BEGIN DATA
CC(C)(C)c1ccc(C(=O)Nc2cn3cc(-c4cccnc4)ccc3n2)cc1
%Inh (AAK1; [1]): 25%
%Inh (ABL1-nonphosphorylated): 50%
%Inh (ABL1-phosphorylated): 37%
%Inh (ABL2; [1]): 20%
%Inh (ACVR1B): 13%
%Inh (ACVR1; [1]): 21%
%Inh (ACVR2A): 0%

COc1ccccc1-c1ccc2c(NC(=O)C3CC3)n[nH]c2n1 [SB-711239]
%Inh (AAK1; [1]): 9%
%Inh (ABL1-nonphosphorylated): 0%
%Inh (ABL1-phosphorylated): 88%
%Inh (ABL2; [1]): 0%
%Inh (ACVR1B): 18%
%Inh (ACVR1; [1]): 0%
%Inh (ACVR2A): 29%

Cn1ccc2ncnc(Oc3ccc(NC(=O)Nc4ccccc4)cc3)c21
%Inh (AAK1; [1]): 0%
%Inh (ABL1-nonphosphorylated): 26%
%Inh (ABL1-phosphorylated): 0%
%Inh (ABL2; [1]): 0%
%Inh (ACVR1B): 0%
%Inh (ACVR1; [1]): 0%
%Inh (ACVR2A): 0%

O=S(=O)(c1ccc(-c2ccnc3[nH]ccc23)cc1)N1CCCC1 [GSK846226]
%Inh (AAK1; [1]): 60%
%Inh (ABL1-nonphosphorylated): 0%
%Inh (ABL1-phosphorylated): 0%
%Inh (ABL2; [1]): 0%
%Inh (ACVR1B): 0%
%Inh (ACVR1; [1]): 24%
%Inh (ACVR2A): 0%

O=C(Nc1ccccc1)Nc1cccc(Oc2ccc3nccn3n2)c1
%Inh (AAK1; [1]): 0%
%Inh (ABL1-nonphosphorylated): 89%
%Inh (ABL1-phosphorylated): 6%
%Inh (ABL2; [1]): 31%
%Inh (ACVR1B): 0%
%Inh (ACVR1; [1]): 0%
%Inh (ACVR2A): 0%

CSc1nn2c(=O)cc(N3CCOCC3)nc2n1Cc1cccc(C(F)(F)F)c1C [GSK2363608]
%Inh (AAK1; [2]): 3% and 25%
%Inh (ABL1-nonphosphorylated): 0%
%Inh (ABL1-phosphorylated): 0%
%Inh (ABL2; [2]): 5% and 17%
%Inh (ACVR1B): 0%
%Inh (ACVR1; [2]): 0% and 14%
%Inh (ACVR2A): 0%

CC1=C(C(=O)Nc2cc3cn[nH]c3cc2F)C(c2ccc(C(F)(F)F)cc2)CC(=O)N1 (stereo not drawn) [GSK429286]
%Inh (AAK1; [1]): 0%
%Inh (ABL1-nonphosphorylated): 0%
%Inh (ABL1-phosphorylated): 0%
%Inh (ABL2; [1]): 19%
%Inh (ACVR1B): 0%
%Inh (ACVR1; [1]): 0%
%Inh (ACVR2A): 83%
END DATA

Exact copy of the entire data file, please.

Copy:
CC(C)(C)c1ccc(C(=O)Nc2cn3cc(-c4cccnc4)ccc3n2)cc1
%Inh (AAK1; [1]): 25%
%Inh (ABL1-nonphosphorylated): 50%
%Inh (ABL1-phosphorylated): 37%
%Inh (ABL2; [1]): 20%
%Inh (ACVR1B): 13%
%Inh (ACVR1; [1]): 21%
%Inh (ACVR2A): 0%

COc1ccccc1-c1ccc2c(NC(=O)C3CC3)n[nH]c2n1 [SB-711239]
%Inh (AAK1; [1]): 9%
%Inh (ABL1-nonphosphorylated): 0%
%Inh (ABL1-phosphorylated): 88%
%Inh (ABL2; [1]): 0%
%Inh (ACVR1B): 18%
%Inh (ACVR1; [1]): 0%
%Inh (ACVR2A): 29%

Cn1ccc2ncnc(Oc3ccc(NC(=O)Nc4ccccc4)cc3)c21
%Inh (AAK1; [1]): 0%
%Inh (ABL1-nonphosphorylated): 26%
%Inh (ABL1-phosphorylated): 0%
%Inh (ABL2; [1]): 0%
%Inh (ACVR1B): 0%
%Inh (ACVR1; [1]): 0%
%Inh (ACVR2A): 0%

O=S(=O)(c1ccc(-c2ccnc3[nH]ccc23)cc1)N1CCCC1 [GSK846226]
%Inh (AAK1; [1]): 60%
%Inh (ABL1-nonphosphorylated): 0%
%Inh (ABL1-phosphorylated): 0%
%Inh (ABL2; [1]): 0%
%Inh (ACVR1B): 0%
%Inh (ACVR1; [1]): 24%
%Inh (ACVR2A): 0%

O=C(Nc1ccccc1)Nc1cccc(Oc2ccc3nccn3n2)c1
%Inh (AAK1; [1]): 0%
%Inh (ABL1-nonphosphorylated): 89%
%Inh (ABL1-phosphorylated): 6%
%Inh (ABL2; [1]): 31%
%Inh (ACVR1B): 0%
%Inh (ACVR1; [1]): 0%
%Inh (ACVR2A): 0%

CSc1nn2c(=O)cc(N3CCOCC3)nc2n1Cc1cccc(C(F)(F)F)c1C [GSK2363608]
%Inh (AAK1; [2]): 3% and 25%
%Inh (ABL1-nonphosphorylated): 0%
%Inh (ABL1-phosphorylated): 0%
%Inh (ABL2; [2]): 5% and 17%
%Inh (ACVR1B): 0%
%Inh (ACVR1; [2]): 0% and 14%
%Inh (ACVR2A): 0%

CC1=C(C(=O)Nc2cc3cn[nH]c3cc2F)C(c2ccc(C(F)(F)F)cc2)CC(=O)N1 (stereo not drawn) [GSK429286]
%Inh (AAK1; [1]): 0%
%Inh (ABL1-nonphosphorylated): 0%
%Inh (ABL1-phosphorylated): 0%
%Inh (ABL2; [1]): 19%
%Inh (ACVR1B): 0%
%Inh (ACVR1; [1]): 0%
%Inh (ACVR2A): 83%